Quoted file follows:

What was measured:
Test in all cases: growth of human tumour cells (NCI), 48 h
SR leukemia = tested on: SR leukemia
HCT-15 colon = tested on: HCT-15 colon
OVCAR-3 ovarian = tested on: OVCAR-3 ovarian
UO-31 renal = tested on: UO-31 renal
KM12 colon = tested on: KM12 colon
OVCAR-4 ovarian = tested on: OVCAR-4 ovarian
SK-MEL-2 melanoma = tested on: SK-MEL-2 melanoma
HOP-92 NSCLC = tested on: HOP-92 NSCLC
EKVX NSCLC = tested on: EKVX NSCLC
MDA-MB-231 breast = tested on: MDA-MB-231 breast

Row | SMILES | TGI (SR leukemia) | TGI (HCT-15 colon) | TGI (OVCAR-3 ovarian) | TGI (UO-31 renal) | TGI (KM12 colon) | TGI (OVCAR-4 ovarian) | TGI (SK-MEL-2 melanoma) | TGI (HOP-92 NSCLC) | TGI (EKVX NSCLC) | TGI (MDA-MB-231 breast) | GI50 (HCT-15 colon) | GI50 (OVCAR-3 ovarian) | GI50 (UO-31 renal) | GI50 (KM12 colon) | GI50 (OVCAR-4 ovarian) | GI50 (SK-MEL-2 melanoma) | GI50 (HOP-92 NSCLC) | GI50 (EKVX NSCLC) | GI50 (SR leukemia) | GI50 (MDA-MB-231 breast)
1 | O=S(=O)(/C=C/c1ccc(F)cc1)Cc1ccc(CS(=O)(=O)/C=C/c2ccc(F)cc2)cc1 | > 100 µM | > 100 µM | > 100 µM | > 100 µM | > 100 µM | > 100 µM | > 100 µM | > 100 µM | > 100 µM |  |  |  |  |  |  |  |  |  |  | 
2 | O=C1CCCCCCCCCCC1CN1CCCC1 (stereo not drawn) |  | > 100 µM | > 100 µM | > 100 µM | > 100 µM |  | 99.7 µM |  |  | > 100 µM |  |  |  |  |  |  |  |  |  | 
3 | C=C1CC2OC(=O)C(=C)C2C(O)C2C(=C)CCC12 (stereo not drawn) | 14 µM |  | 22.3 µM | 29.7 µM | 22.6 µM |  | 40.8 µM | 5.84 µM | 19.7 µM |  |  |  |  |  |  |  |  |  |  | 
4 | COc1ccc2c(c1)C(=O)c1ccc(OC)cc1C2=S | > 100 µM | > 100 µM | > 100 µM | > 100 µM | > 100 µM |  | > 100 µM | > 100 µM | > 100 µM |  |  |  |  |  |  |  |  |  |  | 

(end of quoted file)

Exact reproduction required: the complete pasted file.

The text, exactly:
What was measured:
Test in all cases: growth of human tumour cells (NCI), 48 h
SR leukemia = tested on: SR leukemia
HCT-15 colon = tested on: HCT-15 colon
OVCAR-3 ovarian = tested on: OVCAR-3 ovarian
UO-31 renal = tested on: UO-31 renal
KM12 colon = tested on: KM12 colon
OVCAR-4 ovarian = tested on: OVCAR-4 ovarian
SK-MEL-2 melanoma = tested on: SK-MEL-2 melanoma
HOP-92 NSCLC = tested on: HOP-92 NSCLC
EKVX NSCLC = tested on: EKVX NSCLC
MDA-MB-231 breast = tested on: MDA-MB-231 breast

Row | SMILES | TGI (SR leukemia) | TGI (HCT-15 colon) | TGI (OVCAR-3 ovarian) | TGI (UO-31 renal) | TGI (KM12 colon) | TGI (OVCAR-4 ovarian) | TGI (SK-MEL-2 melanoma) | TGI (HOP-92 NSCLC) | TGI (EKVX NSCLC) | TGI (MDA-MB-231 breast) | GI50 (HCT-15 colon) | GI50 (OVCAR-3 ovarian) | GI50 (UO-31 renal) | GI50 (KM12 colon) | GI50 (OVCAR-4 ovarian) | GI50 (SK-MEL-2 melanoma) | GI50 (HOP-92 NSCLC) | GI50 (EKVX NSCLC) | GI50 (SR leukemia) | GI50 (MDA-MB-231 breast)
1 | O=S(=O)(/C=C/c1ccc(F)cc1)Cc1ccc(CS(=O)(=O)/C=C/c2ccc(F)cc2)cc1 | > 100 µM | > 100 µM | > 100 µM | > 100 µM | > 100 µM | > 100 µM | > 100 µM | > 100 µM | > 100 µM |  |  |  |  |  |  |  |  |  |  | 
2 | O=C1CCCCCCCCCCC1CN1CCCC1 (stereo not drawn) |  | > 100 µM | > 100 µM | > 100 µM | > 100 µM |  | 99.7 µM |  |  | > 100 µM |  |  |  |  |  |  |  |  |  | 
3 | C=C1CC2OC(=O)C(=C)C2C(O)C2C(=C)CCC12 (stereo not drawn) | 14 µM |  | 22.3 µM | 29.7 µM | 22.6 µM |  | 40.8 µM | 5.84 µM | 19.7 µM |  |  |  |  |  |  |  |  |  |  | 
4 | COc1ccc2c(c1)C(=O)c1ccc(OC)cc1C2=S | > 100 µM | > 100 µM | > 100 µM | > 100 µM | > 100 µM |  | > 100 µM | > 100 µM | > 100 µM |  |  |  |  |  |  |  |  |  |  | 